I went and got a business license. This is when it became real for me. But I still didn’t quit my day job. Not yet anyway.

Ask yourself:

Is there something people tell you you’re good at? Is it something you enjoy? Do you see a potential market for it?

Making the Shift

I worked on my branding efforts part-time while still working my day job as a career adviser. Following my own advice to my students, I also spent my spare hours networking with the few contacts I had in the music industry and growing my network. I attended as many industry events as I could and conducted informational interviews with several people in the music business, always asking for the names of two or three other people I should talk to.

For nine months I did this and my efforts began to pay off. I slowly began getting clients. I worked with those few clients on weekends, evenings, and any time I had off from my full-time job. Then, one of my networking contacts approached me about a part-time temporary job at his small label. This opportunity gave me somewhat of a safety net to leave my full-time job and pursue my business full-time. (This is just one example of why networking is so important!)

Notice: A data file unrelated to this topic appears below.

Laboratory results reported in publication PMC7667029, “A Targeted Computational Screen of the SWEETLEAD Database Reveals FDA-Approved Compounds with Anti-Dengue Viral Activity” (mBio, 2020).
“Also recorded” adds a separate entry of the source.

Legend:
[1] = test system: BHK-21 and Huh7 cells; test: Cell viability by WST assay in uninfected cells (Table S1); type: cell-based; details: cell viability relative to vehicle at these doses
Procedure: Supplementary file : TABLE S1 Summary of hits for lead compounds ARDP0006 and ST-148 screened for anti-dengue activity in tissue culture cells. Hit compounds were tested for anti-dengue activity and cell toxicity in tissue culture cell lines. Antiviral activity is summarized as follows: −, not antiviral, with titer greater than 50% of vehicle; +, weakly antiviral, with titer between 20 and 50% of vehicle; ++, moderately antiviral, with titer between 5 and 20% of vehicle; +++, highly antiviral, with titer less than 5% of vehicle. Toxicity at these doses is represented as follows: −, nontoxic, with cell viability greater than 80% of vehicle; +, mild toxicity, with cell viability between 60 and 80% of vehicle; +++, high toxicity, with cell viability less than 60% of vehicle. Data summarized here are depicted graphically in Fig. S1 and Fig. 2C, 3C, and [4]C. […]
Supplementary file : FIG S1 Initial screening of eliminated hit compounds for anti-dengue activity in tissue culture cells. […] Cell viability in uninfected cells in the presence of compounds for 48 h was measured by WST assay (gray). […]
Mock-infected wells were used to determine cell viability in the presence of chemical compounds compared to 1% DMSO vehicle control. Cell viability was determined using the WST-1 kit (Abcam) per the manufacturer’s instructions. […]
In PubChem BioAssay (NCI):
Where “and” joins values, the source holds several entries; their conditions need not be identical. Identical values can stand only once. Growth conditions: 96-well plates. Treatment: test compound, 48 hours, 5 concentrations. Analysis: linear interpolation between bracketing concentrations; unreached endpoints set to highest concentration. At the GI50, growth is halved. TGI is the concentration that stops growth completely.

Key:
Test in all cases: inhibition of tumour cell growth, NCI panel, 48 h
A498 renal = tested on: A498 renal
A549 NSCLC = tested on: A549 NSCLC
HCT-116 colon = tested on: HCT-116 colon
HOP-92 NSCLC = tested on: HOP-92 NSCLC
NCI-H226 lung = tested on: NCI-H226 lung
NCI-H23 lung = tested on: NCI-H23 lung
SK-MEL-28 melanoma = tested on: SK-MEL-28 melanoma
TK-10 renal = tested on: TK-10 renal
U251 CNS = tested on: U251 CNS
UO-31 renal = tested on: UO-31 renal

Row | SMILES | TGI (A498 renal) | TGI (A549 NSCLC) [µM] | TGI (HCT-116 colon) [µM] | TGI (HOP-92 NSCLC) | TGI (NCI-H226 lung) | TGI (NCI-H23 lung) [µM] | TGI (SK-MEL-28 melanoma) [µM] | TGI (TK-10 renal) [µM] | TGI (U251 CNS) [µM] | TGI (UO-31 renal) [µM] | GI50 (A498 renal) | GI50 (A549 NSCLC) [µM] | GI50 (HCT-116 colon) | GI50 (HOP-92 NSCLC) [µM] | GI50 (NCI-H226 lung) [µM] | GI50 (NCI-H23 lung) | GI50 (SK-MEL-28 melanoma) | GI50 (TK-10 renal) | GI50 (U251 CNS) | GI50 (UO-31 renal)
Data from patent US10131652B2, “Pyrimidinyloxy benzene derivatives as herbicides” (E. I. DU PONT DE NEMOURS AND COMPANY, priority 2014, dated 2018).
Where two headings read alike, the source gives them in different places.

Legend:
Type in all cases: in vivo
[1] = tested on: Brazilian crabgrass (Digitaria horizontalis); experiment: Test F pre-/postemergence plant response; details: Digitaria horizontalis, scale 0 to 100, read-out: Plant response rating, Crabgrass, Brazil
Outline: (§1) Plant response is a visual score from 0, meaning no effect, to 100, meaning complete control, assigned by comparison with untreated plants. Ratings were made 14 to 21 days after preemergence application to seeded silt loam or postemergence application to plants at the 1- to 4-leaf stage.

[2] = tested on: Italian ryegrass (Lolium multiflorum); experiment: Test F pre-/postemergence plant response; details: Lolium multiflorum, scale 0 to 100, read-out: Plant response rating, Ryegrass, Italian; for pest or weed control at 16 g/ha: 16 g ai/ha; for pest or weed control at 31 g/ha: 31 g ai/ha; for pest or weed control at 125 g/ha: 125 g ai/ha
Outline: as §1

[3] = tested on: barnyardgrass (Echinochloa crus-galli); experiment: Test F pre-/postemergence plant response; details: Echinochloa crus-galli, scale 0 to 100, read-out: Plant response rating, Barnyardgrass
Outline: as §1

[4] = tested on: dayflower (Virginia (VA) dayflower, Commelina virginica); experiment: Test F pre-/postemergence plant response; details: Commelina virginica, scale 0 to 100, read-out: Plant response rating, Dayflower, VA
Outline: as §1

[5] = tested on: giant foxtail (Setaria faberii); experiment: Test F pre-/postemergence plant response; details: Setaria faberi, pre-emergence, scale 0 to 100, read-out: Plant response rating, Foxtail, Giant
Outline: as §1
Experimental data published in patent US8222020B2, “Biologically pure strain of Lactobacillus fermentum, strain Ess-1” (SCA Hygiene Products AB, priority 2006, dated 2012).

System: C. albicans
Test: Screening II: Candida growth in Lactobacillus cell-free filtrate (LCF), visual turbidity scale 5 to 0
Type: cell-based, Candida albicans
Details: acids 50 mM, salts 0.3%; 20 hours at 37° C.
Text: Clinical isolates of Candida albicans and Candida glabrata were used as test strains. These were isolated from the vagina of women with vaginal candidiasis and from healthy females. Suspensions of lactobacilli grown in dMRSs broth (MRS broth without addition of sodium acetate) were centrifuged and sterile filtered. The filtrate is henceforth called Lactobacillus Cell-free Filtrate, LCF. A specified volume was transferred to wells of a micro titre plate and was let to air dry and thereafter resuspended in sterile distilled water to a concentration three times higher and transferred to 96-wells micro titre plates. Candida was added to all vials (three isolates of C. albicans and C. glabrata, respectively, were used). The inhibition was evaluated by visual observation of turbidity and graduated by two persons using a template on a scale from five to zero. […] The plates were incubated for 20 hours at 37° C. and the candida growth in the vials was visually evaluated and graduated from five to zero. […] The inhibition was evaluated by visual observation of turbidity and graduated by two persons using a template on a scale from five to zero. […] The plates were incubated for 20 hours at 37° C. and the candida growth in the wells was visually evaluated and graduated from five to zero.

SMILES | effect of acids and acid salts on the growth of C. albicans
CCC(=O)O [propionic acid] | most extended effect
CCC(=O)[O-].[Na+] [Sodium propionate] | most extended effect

However, I still wasn’t hasty in my exit from my day job. Instead of giving two weeks’ notice, I gave 30 days’ notice because the policy was I could work for the university again in the future if I gave 30 days’ notice. But not if I’d only given two weeks’ notice. I wanted to keep as many options open in case things didn’t work out.

I used the three months for the temp job to increase my networking efforts in the music industry and promote myself to potential clients. This way I would have more lined up once the contract was up.

Ask yourself:

What are some small steps you can start taking toward your daydream? Are they things you can do around your day job? Who are some people you can start meeting and connecting with? Can you come up with some ideas for an eventual exit strategy from your day job? Do you have a potential safety net you hadn’t previously thought of?